The Myth of Fake News: The online culture war and how it affects the American people

We are in uncharted waters. Both the world and the internet have become increasingly vulnerable to misinformation and conspiracy theories. People are easily convinced by misinformation campaigns that are seeded across social media platforms….

The Myth of Fake News: The online culture war and how it affects the American people

We are in uncharted waters. Both the world and the internet have become increasingly vulnerable to misinformation and conspiracy theories. People are easily convinced by misinformation campaigns that are seeded across social media platforms. And today, millions of people will find themselves part of conspiracy theories swirling online.

A recent Pew study found that 62 percent of Americans — including 71 percent of Republicans — believe climate change is a hoax. Twenty-five percent of those surveyed also believe the moon landing occurred in the 1960s, a finding that shouldn’t come as a surprise. However, the level of certainty over which a person believes this false information varies dramatically from political party to party, even within the same family.

Click HERE to see why this theory about NASA is spreading on social media.

To quantify the effects of misinformation on American society, this latest piece from The Washington Post asked 1,600 Americans aged 18 and older to answer one question on a survey. After a little more than 10 minutes to complete the survey, nearly half—49 percent—of Americans found themselves deeply convinced of one or more conspiracy theories about alien abductions.

That’s just one of the many dubious claims people spread online. You can find “alternative facts” that people believe exist about 9/11, the moon landing, the official #SuperBowl7 halftime show, Pope Benedict XVI, and the meteor that hurtled across the sky in February 2015. The notion that experts somehow “get it wrong” is an important component of the online culture war.

In a world where information is often easily accessible—by punching the right search term, finding a specific article or video online, or reading a single piece of fake news—a conspiracy theory can be born overnight.

It’s no wonder people are falling victim to conspiracy theories online. Leading policymakers recognize this trend. With Trump’s election as president, there has been a significant increase in conspiracy theories.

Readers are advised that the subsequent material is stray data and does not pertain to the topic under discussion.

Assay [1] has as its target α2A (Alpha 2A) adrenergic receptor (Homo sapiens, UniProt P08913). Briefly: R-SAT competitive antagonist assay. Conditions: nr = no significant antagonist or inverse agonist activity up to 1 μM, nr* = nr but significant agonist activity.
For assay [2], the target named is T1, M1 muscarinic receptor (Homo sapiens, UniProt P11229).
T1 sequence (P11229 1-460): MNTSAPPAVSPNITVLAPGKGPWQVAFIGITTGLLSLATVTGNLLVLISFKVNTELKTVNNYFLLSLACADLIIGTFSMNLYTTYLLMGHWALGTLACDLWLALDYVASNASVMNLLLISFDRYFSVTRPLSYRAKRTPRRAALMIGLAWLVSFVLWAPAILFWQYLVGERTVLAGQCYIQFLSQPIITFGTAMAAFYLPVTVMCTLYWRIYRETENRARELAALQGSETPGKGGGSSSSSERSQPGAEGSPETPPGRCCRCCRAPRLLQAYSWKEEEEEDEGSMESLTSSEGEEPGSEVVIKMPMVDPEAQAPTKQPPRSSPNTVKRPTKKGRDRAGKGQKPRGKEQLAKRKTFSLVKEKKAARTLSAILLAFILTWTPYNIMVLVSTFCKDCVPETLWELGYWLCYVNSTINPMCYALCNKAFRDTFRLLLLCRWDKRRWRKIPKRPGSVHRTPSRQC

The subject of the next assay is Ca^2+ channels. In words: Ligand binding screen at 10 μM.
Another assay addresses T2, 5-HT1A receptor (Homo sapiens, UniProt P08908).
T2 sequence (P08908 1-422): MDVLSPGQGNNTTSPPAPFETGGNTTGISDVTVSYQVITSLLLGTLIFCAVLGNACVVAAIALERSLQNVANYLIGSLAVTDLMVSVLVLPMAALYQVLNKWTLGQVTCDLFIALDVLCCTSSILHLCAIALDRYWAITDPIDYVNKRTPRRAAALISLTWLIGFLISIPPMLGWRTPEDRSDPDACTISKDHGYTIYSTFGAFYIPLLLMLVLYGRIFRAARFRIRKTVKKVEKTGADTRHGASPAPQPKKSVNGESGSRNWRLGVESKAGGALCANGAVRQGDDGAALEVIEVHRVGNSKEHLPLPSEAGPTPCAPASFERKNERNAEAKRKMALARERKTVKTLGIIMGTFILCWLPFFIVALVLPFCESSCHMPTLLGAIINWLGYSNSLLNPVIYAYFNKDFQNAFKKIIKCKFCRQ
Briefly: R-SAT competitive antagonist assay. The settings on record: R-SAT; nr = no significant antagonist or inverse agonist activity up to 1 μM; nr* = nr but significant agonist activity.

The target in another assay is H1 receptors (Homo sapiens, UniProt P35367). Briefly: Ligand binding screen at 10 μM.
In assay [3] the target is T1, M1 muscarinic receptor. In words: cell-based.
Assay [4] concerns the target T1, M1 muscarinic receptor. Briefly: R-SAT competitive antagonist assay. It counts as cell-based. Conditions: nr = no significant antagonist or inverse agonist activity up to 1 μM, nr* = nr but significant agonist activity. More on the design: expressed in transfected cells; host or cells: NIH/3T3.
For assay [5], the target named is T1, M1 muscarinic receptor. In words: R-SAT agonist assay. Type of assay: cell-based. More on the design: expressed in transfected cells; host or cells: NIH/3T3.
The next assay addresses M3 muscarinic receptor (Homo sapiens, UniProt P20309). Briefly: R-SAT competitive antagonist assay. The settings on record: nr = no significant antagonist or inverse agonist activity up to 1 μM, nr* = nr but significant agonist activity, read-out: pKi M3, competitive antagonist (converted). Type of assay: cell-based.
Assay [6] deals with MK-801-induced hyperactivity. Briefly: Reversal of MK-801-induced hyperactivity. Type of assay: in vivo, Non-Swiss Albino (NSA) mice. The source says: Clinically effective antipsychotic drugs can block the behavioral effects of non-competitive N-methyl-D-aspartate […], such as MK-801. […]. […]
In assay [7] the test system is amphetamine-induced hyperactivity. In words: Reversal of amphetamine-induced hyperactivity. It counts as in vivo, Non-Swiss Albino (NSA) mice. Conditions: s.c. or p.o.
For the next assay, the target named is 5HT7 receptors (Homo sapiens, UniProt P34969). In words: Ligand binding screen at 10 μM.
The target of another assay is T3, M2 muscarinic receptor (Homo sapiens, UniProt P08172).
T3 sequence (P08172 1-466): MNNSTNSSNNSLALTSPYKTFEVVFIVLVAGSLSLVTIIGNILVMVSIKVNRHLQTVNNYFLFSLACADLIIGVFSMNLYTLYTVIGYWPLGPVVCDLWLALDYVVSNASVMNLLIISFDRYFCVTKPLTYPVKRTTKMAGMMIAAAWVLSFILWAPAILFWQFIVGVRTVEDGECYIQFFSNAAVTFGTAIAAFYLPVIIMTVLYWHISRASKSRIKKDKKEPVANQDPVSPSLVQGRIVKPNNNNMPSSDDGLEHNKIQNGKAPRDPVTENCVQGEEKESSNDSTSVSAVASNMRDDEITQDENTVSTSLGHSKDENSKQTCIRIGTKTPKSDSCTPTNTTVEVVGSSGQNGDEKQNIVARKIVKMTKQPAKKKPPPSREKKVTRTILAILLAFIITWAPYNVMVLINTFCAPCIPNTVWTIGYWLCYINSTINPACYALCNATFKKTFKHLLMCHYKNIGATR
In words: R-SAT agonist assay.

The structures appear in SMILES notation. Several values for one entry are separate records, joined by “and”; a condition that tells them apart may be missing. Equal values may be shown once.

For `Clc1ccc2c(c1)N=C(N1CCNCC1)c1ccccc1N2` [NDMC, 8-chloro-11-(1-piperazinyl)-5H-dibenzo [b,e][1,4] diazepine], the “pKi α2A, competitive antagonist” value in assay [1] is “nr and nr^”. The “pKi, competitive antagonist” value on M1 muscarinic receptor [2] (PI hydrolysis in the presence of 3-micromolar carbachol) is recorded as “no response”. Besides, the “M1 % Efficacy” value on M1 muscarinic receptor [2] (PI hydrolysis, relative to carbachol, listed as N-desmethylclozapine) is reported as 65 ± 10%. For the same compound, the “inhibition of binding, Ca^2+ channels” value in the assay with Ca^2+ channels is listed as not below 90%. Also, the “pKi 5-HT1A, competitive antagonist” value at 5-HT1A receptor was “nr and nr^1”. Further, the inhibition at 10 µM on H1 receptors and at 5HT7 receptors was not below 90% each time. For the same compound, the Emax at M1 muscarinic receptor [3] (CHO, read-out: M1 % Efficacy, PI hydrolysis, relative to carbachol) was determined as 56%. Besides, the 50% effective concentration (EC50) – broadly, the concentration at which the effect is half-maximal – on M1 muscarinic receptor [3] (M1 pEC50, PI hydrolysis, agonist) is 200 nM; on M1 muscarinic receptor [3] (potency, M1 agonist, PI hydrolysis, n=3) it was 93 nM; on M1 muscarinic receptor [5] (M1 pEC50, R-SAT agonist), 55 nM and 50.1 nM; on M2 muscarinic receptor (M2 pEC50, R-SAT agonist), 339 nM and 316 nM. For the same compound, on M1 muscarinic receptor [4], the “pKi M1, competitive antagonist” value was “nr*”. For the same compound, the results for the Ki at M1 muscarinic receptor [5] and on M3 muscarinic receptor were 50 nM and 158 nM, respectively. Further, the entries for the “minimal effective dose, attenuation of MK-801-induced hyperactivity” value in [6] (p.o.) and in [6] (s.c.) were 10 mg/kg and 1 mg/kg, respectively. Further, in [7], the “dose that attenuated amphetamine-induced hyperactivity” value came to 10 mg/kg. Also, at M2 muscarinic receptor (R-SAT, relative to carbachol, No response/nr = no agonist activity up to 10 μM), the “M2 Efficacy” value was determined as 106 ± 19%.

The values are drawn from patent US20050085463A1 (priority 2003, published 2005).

By 2017, America was divided over whether the 2016 election was rigged. Nearly half of registered voters said that they believe the election was influenced by Russia. Many other Americans have believed false information that they found online because they believed the news was true.

And in his State of the Union speech, President Trump mentioned the Internet’s dominant role in spreading false information. Yet another indicator of our new post-truth world.

The rise of the internet also means that a “crisis of data literacy” is spreading faster and faster. Even though most people know that misinformation spread through the internet is not natural, but caused by “legitimate narratives” spread online, many continue to fall victim to conspiracy theories.

The impact of information is increasingly being shaped by powerful forces that actively spread falsehoods and conspiracy theories. In a world where nearly everyone can share fake news with a single click, false information has become a much bigger issue. But we can do something about it. The technology is there.

Whether we are technology startups, a car company, or media network that produces informative and entertaining content, every company needs to act to combat the spread of false information online. The truth is out there, and it’s where the information is getting shared.

False information has no real purpose outside of serving those who spread it. By creating transparency around all of the facts we use in our everyday lives, we can combat the spread of fake news.

Sometimes, you have to take your own advice. In July, Vice Media, for example, canceled one of its ad campaigns after it discovered it was being used to share misinformation and conspiracies. In January, Apple publicly canceled an ad campaign featuring a man turning into a lion after Twitter users convinced others that the video was fake.

The truth is always out there—we just have to find it.

Alon Lubov is a senior associate at Center for a New American Security and the executive director of its Cyber Statecraft Initiative. Andy Wiederhorn is a research assistant at the Center. This post originally appeared on The Daily Beast and was reproduced with permission.

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